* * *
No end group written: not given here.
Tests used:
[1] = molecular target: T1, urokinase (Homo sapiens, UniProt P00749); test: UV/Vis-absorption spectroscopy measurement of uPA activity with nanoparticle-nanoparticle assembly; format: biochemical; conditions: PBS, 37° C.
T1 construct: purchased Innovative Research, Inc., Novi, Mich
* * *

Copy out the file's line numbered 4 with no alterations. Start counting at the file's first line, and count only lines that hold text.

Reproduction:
T1 construct: purchased Innovative Research, Inc., Novi, Mich